For example, you might want to prove yourself a good Magic player but haven't found success. You might be tempted to the dark side.
Cheating is only cheating yourself.
You won't find the answers you're looking for in external factors like fame and fortune.
This is why so many successful people are ultimately unhappy.
You need to look inside and take care of yourself on a that level first or you'll never achieve happiness.
Play hard, play fair, play for fun, and play to prove yourself.
Stop complaining about luck!
If you're complaining about luck, you're in the wrong place.
Why are you playing Magic in the first place? Magic has a large element of chance involved. If you're willing to complain about luck, you're probably playing the wrong game or you're playing Magic to find reasons to complain.
Josh Waitzkin played Chess and moved onto Martial Arts as well. Certainly less luck-based forms of competition than Magic.
Accept it. Embrace it. Own it.
The thing is you're always going to find something to complain about if that's the type of person you are.
The actual amount of luck involved isn't really a big deal; it's your mindset that matters.
Having a mindset that is immune to the idea of luck should be taught to children in school. You're in control of your own destiny. You can be anything you want to be if you work smart and hard enough.
As far as I'm concerned the only luck that matters is the incredible luck to exist in the first place. That should be the only luck you care about, the only luck that matters, and the luck that overshadows all other forms of luck.
Mindset And Opportunities
What makes someone naturally lucky?
Obviously there's no luck aura attached to people that makes them more likely to have positive events occur.
I'm interested in what we can control, and this ultimately boils down to how you think.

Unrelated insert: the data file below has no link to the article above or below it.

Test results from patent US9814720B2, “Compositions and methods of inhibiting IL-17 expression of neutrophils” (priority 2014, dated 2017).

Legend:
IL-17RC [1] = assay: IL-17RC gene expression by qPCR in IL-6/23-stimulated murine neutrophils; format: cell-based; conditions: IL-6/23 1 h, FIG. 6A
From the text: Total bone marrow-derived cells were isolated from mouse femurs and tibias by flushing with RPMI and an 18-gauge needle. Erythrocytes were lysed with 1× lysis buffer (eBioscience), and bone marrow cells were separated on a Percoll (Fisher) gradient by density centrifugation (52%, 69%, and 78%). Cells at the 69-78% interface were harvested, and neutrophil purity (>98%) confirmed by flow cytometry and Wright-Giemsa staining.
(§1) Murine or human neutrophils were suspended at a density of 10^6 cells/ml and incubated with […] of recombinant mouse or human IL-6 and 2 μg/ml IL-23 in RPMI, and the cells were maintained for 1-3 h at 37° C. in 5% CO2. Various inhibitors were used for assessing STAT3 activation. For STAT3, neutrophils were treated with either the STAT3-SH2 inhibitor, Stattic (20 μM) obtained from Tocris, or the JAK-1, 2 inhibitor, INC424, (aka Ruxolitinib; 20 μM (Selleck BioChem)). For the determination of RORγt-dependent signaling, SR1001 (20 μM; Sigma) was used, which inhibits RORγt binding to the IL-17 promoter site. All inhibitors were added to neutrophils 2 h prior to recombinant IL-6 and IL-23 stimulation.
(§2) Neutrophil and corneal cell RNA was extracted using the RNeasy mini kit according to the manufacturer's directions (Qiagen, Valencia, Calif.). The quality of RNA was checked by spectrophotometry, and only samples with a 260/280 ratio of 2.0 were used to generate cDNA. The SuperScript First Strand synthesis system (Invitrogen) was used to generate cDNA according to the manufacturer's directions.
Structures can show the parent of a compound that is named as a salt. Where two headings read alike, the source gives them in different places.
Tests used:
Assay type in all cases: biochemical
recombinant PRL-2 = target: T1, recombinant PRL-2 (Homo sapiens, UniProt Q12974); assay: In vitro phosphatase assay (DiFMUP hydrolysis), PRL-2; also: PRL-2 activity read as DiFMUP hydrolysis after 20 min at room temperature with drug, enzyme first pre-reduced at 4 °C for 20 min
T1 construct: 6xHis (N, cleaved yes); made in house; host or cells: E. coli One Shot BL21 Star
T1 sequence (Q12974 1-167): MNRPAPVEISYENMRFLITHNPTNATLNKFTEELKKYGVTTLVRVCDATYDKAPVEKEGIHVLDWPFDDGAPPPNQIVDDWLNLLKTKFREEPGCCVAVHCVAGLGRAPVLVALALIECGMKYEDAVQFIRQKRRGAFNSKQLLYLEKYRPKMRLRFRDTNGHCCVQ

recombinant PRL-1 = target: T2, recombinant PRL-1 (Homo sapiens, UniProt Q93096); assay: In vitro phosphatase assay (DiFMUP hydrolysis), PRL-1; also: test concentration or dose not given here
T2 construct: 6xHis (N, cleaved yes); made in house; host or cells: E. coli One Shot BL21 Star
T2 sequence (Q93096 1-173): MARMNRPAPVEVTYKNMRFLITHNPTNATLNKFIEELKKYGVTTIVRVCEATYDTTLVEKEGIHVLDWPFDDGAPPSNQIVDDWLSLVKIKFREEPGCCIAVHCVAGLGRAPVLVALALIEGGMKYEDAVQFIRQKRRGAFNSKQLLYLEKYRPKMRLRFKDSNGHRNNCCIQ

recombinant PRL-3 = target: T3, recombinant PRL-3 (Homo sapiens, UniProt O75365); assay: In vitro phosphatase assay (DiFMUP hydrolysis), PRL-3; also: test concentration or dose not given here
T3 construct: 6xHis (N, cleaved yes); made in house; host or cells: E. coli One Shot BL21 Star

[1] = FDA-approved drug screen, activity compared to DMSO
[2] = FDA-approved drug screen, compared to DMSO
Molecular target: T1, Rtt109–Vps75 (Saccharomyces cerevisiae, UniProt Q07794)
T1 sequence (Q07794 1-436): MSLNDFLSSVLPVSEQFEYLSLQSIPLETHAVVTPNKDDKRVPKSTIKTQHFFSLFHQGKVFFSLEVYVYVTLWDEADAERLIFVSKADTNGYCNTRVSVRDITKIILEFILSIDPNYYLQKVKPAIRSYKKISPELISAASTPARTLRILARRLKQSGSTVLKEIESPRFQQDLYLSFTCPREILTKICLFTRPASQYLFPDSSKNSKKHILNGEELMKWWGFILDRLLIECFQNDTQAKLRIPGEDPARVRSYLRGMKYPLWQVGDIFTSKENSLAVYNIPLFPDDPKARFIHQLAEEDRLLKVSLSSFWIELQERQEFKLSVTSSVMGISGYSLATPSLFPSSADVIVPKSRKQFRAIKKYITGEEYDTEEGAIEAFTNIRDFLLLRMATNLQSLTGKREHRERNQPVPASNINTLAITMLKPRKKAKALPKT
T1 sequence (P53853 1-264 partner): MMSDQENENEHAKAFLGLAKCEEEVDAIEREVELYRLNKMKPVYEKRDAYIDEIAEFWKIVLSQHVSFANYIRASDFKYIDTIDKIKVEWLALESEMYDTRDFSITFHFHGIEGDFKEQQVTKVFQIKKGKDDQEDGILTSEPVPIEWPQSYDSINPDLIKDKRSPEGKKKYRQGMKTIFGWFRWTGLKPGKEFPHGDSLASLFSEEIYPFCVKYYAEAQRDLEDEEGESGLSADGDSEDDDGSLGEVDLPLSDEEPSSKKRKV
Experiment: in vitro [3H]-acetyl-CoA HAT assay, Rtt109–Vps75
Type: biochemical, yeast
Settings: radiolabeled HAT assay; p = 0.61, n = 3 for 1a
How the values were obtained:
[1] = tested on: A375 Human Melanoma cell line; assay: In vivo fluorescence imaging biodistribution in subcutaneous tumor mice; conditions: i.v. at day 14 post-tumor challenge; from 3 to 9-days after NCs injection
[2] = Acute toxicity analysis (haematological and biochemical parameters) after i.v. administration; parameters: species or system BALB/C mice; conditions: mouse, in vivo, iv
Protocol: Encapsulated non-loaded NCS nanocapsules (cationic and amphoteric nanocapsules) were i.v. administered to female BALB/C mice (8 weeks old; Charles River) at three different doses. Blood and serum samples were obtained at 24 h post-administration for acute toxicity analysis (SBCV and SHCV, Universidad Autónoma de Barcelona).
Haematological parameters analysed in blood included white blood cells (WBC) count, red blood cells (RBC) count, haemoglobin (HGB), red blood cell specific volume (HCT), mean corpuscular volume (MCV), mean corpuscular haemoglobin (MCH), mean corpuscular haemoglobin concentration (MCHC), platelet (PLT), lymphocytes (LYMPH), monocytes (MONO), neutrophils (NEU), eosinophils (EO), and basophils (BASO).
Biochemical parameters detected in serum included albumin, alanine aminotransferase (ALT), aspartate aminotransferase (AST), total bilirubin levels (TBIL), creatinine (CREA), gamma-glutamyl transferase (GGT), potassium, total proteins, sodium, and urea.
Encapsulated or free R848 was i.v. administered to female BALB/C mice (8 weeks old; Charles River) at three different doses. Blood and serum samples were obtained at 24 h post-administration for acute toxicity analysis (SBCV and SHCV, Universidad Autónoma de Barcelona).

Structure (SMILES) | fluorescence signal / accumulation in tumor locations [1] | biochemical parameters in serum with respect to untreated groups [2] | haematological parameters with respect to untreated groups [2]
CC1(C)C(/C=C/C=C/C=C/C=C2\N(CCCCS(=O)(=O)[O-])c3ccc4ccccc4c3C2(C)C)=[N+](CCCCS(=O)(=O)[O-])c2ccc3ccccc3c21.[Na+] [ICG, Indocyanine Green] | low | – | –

If you're willing to open your eyes to opportunity and just keep moving along when a burst of misfortune hits you, you can even turn it into a positive.
For example, I recently booked a hotel for a Pro Tour that ended up not having wifi in the rooms, which is highly annoying on it's own, but it also prevented me from using Magic Online to test.
Instead of lamenting on my luck or mistakes, I simply asked about canceling my current booking and learned I could get a refund after staying a night, then booked a better hotel that was also cheaper.
Seems simple enough, but this is the sort of thing that makes someone "naturally" lucky: just looking for simple opportunities to make a good situation or flip around a bad one. The world has plenty of opportunities if you're willing to look and take them.
Same with Magic. You can mope about how you're losing or you can look for ways to win.
The games you struggle to win, the long shot Hail Mary games, are the most satisfying wins you'll ever get.
What good are the wins you already had coming anyways?
Resilience is the only way to go. Keep driving to win, no matter what gets thrown at you. It may sound like a sports drink commercial, but it's true.
Look for those hard-to-find wins and let the easy wins funnel to you; however, don't let them slip away by treating them as if they were hard fought wins as well.